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HIVE EXCLUSIVE RESEARCH: Indie Rentailers Say Consumers Love Extras

14 Sep, 2001 By: Judith McCourt

While 88% of independent rentailers rent DVDs, only 36% are selling DVDs to their customers — leaving the lion's share of the sellthrough DVD market in the hands of chains and mass marketers, according to anexclusive survey from Video Store Magazine's market research department.

DVD rentals on average account for more than 15% of indies' total rental revenues, compared to less than 10% a year ago at this time, when just 67% of rentailers were renting DVDs.Even though a minority of independent rentailers sell DVDs, VideoScan data shows that in July, they generated 25% of total DVD unit sales.That's significantly higher than the indies' 15% share of the VHS sales market.

The Video Store Magazine survey of 200 independent retailers, conducted in July, also underscores the growing importance of special features. Seventy percent of the retail respondents said the studios are right on target with adding extras to DVDs; 60% said special features are important totheir customers.

This is another significant finding, because initially it was thought that DVD extras appealed primarily to the high-tech early adopters who were on board when the format was launched in spring of 1997.

Today, the market has expanded significantly, thanks in large part to adramatic drop in DVD player prices. By year's end, Video Store Magazineprojects the installed base of DVD players in U.S. households will be upwards of 22%. Most of the new DVD converts are mainstream families simply following the tide in what many are calling a transition from VHS toDVD.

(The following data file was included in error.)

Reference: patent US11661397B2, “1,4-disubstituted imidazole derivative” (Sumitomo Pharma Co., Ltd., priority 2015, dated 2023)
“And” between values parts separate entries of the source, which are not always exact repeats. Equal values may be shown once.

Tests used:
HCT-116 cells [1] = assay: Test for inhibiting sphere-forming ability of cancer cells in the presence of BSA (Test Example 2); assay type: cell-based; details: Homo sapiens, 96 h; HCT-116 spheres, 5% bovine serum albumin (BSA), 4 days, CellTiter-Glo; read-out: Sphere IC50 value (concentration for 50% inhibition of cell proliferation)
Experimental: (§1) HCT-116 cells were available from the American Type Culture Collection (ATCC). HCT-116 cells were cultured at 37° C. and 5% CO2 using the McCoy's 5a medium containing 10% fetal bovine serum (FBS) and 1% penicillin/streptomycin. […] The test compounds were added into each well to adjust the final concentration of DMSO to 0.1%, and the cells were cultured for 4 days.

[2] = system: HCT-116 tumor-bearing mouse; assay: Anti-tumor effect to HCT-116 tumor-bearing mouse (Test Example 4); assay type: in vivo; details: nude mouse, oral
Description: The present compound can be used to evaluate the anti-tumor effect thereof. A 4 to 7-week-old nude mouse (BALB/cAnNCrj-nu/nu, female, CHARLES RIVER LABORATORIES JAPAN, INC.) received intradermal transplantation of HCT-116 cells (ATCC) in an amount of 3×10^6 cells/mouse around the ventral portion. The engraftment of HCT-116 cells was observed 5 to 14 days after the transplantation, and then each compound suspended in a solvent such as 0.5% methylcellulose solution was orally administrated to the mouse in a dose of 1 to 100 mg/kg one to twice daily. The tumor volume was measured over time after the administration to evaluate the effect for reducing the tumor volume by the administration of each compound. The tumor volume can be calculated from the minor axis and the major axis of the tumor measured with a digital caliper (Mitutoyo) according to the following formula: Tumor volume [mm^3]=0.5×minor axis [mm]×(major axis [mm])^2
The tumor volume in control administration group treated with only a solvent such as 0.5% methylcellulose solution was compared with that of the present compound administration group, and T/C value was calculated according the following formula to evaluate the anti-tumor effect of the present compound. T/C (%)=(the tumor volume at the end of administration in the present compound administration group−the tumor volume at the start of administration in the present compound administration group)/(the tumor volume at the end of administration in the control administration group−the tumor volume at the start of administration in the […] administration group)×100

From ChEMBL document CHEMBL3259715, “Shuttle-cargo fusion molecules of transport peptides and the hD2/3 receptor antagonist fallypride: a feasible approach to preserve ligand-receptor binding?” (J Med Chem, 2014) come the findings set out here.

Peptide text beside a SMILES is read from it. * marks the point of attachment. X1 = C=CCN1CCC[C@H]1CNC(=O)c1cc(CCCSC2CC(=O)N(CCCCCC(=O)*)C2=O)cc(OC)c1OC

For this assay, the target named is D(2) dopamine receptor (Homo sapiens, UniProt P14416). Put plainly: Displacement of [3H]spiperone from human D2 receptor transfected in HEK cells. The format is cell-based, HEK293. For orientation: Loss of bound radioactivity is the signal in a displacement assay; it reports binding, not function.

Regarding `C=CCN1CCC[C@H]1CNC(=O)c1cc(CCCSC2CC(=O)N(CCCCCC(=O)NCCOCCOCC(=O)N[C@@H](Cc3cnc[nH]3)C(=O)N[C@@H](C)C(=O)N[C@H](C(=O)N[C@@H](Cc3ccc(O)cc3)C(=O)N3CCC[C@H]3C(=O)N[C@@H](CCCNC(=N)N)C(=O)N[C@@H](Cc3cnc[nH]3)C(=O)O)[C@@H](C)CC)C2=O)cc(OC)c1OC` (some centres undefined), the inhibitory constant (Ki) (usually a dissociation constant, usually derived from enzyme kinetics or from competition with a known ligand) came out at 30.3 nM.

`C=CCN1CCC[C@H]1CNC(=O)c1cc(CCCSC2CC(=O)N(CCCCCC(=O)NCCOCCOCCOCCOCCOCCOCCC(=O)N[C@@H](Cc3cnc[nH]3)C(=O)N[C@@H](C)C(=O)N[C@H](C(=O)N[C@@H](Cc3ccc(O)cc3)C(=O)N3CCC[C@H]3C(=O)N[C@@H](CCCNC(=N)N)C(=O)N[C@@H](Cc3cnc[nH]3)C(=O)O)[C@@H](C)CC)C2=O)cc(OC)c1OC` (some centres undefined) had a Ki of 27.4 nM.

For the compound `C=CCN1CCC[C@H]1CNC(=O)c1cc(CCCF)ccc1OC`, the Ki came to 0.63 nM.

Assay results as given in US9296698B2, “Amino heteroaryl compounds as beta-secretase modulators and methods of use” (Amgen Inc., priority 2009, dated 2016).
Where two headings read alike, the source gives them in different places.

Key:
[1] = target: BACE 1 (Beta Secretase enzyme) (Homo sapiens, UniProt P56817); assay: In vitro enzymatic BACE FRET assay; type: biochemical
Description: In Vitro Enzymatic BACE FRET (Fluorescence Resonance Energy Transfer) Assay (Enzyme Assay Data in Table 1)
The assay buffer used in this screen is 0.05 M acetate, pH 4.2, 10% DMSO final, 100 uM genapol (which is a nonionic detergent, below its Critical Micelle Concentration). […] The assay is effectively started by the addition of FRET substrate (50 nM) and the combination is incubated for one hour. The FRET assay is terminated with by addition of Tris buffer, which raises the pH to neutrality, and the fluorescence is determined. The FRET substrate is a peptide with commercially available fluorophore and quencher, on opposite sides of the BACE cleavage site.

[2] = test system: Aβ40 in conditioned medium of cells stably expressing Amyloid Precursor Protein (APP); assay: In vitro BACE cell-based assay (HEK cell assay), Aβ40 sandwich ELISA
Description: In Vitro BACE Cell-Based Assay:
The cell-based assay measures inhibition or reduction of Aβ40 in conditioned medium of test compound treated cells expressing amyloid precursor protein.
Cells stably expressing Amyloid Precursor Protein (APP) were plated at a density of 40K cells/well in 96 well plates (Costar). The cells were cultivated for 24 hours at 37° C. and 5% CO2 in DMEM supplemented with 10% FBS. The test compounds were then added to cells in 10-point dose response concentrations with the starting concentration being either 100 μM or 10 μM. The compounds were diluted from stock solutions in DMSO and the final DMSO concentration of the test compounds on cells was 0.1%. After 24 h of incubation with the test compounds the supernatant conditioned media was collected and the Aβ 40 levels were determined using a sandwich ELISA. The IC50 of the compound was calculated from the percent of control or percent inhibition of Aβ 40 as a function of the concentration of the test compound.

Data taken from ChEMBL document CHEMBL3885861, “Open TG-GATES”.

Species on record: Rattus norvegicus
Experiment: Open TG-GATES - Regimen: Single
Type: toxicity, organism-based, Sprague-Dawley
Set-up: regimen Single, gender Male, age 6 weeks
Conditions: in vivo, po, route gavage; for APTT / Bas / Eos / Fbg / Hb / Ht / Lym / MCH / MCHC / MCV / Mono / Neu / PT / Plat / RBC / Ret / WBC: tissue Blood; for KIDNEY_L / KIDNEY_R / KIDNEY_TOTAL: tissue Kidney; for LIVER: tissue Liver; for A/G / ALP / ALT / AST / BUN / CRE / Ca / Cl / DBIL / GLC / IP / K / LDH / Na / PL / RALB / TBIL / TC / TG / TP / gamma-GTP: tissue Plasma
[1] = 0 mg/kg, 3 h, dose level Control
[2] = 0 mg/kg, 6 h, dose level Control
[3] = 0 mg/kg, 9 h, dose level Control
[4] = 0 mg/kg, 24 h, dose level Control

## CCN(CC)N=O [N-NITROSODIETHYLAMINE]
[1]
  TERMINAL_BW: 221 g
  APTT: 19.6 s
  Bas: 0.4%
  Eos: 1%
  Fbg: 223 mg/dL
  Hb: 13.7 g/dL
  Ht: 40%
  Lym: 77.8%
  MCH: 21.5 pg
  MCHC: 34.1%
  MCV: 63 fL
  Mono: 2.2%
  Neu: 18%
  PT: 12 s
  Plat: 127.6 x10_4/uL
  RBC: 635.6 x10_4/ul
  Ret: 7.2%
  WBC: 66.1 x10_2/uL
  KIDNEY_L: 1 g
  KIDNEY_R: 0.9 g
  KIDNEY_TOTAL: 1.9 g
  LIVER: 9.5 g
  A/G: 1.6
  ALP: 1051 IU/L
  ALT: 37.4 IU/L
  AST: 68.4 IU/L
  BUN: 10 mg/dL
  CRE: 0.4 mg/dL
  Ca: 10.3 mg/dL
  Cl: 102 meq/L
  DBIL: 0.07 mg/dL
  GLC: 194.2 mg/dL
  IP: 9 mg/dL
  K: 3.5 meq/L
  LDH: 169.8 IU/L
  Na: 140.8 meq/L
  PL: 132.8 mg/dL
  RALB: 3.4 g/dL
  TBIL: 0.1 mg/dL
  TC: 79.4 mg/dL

Customers most request outtakes, retailers report, with 48% of those surveyed saying shoppers look for this extra. Close behind are deleted scenes (46% of retailers) and “making of” information (45% ofretailers).

Michael Stradford, v.p. of DVD programming and content at Columbia TriStar Home Entertainment, agrees consumers seem to be particularly fond of outtakes and deleted scenes because they get a chance to see things that they hadn't seen before, or more of actors that they like. Consumers alsolike documentaries accompanying films with a rich history, such as TaxiDriver or Lawrence of Arabia.

“The best added-value materials complement a movie, they don't replace the movie itself,” he says. Still, “I do think [extra features have] become an expectation for the consumer, specifically for specific types of movies,” Stradford says.

Those movies include big new releases and science fiction films, which lend themselves to discs filled with extras delving into the special effects, stunts, and other elements in a movie.

And while it's hard to gauge just how critical extras are to selling a DVD, they can be a decisive factor when a consumer is torn between two discs: one loaded with extras, the other without them.

“[Extras] could be the thing that sends the person over to that camp, to purchase that disc,” Stradford says.

“I think the best extras are those that legitimately enhance the film itself and don't get in the way of the film,” he says. “Extras for extras' sake don't serve anyone.”

Buoyed by special features, DVDs have energized consumer spending on homeentertainment products. Adams Media Research estimates that by year's end, consumer [sellthrough] spending on DVDs and VHS cassettes will total $12.5 million, up 15.9% from the $10.8 billion they spent in calendar 2000.

DVD sales will account for 49.6% of the spending pie, according to Adams Media projections.

Consumer rental spending, too, is on a roll. Video Store Magazine marketresearch estimates that rental spending for 2001 will come in at $10.1 billion, a 7.2% increase from last year. Again, DVD is primarilyresponsible for the bump.

Additional reporting by Enrique Rivero.

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